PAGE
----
|This article needs additional citations for verification. (February 2010)|
Main Street in Versailles
|Motto: "People - Pride - Progress"|
Location of Versailles, Ohio
Detailed map of Versailles
|• Mayor||Jeff Subler|
|• Total||1.88 sq mi (4.87 km2)|
|• Land||1.87 sq mi (4.84 km2)|
|• Water||0.01 sq mi (0.03 km2)|
|• Estimate (2012)||2,661|
|• Density||1,436.9/sq mi (554.8/km2)|
|Time zone||Eastern (EST) (UTC-5)|
|• Summer (DST)||EDT (UTC-4)|
Versailles is a village in Darke County, Ohio, United States. It is the only village in Wayne Township. The population was 2,687 at the 2010 census. The proper local pronunciation of the name is "Ver Sales", with the accent on the second syllable.
Founded in 1819, the village is named after the city of Versailles in France. Versailles was originally named Jacksonville. However, as a large number of early residents were of French descent, it was suggested that the village's name be changed to "Versailles" in memory of their homeland. Versailles became the new name of the village in 1837.
Versailles is located at  According to the United States Census Bureau, the village has a total area of 1.88 square miles (4.87 km2), of which, 1.87 square miles (4.84 km2) is land and 0.01 square miles (0.03 km2) is water..
As of the census of 2010, there were 2,687 people, 1,083 households, and 686 families residing in the village. The population density was 1,436.9 inhabitants per square mile (554.8 /km2). There were 1,150 housing units at an average density of 615.0 per square mile (237.5 /km2). The racial makeup of the village was 99.0% White, 0.2% African American, 0.1% Native American, 0.1% from other races, and 0.7% from two or more races. Hispanic or Latino of any race were 0.6% of the population. 45.9% were of German, 33.8% French, and 11.0% Irish ancestries.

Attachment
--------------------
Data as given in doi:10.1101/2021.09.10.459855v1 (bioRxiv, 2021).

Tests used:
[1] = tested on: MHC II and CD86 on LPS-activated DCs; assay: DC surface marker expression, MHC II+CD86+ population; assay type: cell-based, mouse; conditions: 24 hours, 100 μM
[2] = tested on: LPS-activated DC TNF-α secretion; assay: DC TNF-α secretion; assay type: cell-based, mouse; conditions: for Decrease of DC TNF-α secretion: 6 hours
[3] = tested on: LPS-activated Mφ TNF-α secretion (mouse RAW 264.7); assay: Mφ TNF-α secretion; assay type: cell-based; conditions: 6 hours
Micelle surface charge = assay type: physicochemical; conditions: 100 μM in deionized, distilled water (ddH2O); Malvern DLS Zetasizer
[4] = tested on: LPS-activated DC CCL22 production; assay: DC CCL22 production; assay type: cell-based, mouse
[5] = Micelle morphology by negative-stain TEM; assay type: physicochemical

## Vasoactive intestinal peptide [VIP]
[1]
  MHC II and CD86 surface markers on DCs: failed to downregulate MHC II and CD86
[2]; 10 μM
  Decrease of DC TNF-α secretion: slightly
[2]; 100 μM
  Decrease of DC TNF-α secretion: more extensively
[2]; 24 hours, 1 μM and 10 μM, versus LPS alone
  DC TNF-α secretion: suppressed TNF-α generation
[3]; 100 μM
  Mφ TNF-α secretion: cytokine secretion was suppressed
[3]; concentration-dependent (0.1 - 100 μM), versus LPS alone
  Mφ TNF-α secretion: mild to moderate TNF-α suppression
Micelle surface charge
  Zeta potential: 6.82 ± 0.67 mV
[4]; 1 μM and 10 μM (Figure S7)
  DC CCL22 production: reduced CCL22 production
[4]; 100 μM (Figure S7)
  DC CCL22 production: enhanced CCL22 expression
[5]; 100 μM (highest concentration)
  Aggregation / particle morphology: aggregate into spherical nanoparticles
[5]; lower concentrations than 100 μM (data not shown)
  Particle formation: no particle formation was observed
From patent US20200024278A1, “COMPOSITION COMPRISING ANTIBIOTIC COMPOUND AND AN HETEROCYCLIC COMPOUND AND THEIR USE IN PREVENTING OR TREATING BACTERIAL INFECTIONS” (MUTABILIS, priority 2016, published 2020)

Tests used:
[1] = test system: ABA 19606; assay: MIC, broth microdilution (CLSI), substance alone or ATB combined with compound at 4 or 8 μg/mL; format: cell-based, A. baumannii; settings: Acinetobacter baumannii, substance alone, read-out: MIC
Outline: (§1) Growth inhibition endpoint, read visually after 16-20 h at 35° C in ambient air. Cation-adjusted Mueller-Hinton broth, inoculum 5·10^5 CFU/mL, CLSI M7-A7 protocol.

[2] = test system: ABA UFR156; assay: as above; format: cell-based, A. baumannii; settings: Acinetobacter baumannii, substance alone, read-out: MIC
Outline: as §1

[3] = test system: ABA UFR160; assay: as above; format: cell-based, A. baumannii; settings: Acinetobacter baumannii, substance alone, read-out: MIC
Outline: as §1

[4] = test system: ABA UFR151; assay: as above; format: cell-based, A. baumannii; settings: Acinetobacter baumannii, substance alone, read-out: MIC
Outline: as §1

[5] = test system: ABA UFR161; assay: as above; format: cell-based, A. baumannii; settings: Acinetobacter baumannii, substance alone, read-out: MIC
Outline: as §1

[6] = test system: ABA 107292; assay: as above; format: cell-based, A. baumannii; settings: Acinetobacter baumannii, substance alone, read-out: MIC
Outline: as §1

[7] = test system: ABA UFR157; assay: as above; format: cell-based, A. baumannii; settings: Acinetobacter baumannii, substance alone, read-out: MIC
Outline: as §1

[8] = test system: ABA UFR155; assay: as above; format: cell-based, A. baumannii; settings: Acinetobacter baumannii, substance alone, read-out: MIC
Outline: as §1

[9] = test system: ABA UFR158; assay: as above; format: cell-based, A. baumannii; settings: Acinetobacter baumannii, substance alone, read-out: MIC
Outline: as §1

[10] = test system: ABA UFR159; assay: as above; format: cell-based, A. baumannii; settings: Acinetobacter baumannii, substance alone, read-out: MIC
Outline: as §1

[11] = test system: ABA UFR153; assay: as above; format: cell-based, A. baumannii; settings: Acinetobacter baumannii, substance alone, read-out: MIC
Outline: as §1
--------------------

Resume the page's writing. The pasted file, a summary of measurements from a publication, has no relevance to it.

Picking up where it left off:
There were 1,083 households of which 32.4% had children under the age of 18 living with them, 52.2% were married couples living together, 7.8% had a female householder with no husband present, 3.4% had a male householder with no wife present, and 36.7% were non-families. 33.4% of all households were made up of individuals and 14.6% had someone living alone who was 65 years of age or older. The average household size was 2.39 and the average family size was 3.06.
The median age in the village was 39.8 years. 25.9% of residents were under the age of 18; 5.9% were between the ages of 18 and 24; 24.6% were from 25 to 44; 24.2% were from 45 to 64; and 19.4% were 65 years of age or older. The gender makeup of the village was 47.7% male and 52.3% female.
As of the census of 2000, there were 2,589 people, 1,061 households, and 687 families residing in the village. The population density was 1,482.5 people per square mile (571.2/km2). There were 1,109 housing units at an average density of 635.0 per square mile (244.7/km2). The racial makeup of the village was 99.38% White, 0.04% African American, 0.12% Native American, 0.08% Asian, 0.12% from other races, and 0.27% from two or more races. Hispanic or Latino of any race were 0.12% of the population.